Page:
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270th Air Traffic Control Squadron Airmen make ANG history during Joint Patriot North 21 exercise

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A U.S. Air Force C-17 Globemaster III from the 167th Airlift Wing, West Virginia Air National Guard, performs a low pass over a mobile air traffic control tower at Fort McCoy, Wis., June 14, 2021. PATRIOT 21 is a training exercise designed for civilian emergency management and responders to work with military entities in the same manner that they would during disasters. (Air National Guard photo by Staff Sgt. Wendy Kuhn)

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U.S. Air Force Airmen from the 270th Air Traffic Control Squadron, 173rd Fighter Wing, Oregon Air National Guard, and the 224th Joint Communications Support Squadron, 165th Airlift Wing, Georgia Air National Guard, operate in a mobile air traffc control unit during PATRIOT 21 at Fort McCoy, Wis., June 14, 2021. PATRIOT 21 is a training exercise designed for civilian emergency management and responders to work with military entities in the same manner that they would during disasters. (Air National Guard photo by Staff Sgt. Wendy Kuhn)

270thatcs

U.S. Air Force Airmen from the 270th Air Traffic Control Squadron, 173rd Fighter Wing, Oregon Air National Guard, and the 224th Joint Communications Support Squadron, 165th Airlift Wing, Georgia Air National Guard, operate in a mobile air traffic control unit during PATRIOT 21 at Fort McCoy, Wis., June 14, 2021. PATRIOT 21 is a training exercise designed for civilian emergency management and responders to work with military entities in the same manner that they would during disasters. (Air National Guard photo by Staff Sgt. Wendy Kuhn)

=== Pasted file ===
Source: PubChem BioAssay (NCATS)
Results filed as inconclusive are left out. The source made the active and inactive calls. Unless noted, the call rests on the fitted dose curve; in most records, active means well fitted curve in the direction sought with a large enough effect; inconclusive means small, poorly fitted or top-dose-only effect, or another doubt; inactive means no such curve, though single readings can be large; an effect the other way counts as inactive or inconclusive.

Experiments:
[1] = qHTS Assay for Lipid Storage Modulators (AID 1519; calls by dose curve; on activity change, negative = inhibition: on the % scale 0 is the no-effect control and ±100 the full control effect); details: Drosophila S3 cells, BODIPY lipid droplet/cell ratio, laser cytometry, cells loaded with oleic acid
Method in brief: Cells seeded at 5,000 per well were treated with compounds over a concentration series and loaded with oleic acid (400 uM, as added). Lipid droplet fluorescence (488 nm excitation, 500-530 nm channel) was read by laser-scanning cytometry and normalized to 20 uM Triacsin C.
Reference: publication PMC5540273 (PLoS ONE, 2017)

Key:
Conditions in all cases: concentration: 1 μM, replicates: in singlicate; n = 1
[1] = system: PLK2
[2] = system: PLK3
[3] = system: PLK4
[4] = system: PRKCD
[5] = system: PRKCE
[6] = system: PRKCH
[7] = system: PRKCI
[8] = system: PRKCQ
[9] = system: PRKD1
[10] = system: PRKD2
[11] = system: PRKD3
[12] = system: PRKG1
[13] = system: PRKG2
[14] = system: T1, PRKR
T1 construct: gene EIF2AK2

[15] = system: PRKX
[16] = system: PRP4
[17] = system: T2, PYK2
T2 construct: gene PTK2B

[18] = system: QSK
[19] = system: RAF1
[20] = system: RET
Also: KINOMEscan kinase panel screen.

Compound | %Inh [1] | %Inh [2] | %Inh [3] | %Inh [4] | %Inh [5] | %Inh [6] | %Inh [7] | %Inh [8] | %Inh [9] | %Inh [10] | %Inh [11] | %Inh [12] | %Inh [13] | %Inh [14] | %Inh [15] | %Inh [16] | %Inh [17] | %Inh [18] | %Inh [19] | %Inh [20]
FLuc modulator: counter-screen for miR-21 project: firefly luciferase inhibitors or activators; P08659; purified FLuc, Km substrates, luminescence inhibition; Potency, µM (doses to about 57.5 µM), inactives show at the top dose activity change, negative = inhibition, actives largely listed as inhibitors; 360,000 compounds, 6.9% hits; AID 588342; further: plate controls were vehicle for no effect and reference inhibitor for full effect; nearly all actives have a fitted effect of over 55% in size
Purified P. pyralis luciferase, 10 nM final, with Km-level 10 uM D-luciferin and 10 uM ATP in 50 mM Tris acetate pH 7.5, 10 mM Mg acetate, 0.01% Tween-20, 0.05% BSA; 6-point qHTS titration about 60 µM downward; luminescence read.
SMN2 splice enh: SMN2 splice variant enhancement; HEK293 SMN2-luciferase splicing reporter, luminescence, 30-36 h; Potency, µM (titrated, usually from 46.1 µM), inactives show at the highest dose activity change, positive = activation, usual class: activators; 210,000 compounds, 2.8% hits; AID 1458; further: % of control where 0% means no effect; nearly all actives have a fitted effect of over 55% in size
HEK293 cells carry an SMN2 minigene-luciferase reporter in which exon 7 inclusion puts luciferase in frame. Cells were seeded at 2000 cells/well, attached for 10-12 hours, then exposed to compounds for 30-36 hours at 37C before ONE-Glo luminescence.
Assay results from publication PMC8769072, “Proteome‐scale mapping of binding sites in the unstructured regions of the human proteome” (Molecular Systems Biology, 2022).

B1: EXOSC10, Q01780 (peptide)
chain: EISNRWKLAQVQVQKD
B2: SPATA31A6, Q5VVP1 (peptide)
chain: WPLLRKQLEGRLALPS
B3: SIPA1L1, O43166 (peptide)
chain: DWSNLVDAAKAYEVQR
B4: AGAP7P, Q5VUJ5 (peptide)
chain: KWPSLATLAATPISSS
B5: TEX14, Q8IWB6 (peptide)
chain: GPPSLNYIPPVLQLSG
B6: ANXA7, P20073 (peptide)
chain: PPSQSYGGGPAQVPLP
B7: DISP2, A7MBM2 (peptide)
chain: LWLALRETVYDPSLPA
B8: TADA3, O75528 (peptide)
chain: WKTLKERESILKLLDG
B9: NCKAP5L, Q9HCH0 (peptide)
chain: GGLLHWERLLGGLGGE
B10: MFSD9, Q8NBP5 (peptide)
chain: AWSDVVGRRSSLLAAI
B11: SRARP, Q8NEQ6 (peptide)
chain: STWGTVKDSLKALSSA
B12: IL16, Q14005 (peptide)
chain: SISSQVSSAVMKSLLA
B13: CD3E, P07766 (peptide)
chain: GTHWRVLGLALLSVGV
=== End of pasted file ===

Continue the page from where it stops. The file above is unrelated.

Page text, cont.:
270thatcs

U.S. Air Force Airmen from the 270th Air Traffic Control Squadron, 173rd Fighter Wing, Oregon Air National Guard, and the 224th Joint Communications Support Squadron, 165th Airlift Wing, Georgia Air National Guard, operate in a mobile air traffic control unit during PATRIOT 21 at Fort McCoy, Wis., June 14, 2021. PATRIOT 21 is a training exercise designed for civilian emergency management and responders to work with military entities in the same manner that they would during disasters. (Air National Guard photo by Staff Sgt. Wendy Kuhn)

270thatcs